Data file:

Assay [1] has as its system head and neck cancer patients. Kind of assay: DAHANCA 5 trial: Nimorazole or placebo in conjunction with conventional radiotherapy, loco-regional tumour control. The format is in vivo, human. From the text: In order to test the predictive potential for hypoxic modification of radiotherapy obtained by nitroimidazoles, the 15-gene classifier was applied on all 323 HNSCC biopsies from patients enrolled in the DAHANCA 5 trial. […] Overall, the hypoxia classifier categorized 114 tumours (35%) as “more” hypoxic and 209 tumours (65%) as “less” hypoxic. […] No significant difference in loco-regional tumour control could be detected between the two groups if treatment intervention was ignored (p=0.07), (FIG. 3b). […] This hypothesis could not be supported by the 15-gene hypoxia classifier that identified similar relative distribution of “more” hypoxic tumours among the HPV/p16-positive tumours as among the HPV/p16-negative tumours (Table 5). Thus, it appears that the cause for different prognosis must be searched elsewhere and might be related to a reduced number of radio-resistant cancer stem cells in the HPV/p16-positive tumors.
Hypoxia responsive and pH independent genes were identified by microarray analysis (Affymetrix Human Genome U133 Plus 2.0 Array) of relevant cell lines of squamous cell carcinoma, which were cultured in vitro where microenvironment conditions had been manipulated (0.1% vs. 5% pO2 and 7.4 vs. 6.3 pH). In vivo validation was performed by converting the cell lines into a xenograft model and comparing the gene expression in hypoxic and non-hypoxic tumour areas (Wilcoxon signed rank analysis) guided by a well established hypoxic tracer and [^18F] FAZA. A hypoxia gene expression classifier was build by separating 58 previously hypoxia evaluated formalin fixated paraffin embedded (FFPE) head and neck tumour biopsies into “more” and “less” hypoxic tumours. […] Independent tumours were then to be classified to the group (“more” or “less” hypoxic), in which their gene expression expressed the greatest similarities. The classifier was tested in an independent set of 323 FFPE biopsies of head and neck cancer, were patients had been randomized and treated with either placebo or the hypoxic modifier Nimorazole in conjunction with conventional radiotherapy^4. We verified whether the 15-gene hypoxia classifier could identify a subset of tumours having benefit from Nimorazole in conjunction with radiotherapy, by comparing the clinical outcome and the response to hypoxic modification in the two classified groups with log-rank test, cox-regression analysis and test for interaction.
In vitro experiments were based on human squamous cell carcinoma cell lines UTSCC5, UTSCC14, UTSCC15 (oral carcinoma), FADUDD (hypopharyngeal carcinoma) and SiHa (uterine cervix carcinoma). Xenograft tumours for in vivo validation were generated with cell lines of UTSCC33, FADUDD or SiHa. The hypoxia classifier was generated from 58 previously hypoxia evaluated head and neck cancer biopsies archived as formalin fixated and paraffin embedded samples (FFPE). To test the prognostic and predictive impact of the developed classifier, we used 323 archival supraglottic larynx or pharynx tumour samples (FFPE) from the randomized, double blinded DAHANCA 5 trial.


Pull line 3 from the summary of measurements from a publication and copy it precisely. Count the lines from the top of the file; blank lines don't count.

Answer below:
In vitro experiments were based on human squamous cell carcinoma cell lines UTSCC5, UTSCC14, UTSCC15 (oral carcinoma), FADUDD (hypopharyngeal carcinoma) and SiHa (uterine cervix carcinoma). Xenograft tumours for in vivo validation were generated with cell lines of UTSCC33, FADUDD or SiHa. The hypoxia classifier was generated from 58 previously hypoxia evaluated head and neck cancer biopsies archived as formalin fixated and paraffin embedded samples (FFPE). To test the prognostic and predictive impact of the developed classifier, we used 323 archival supraglottic larynx or pharynx tumour samples (FFPE) from the randomized, double blinded DAHANCA 5 trial.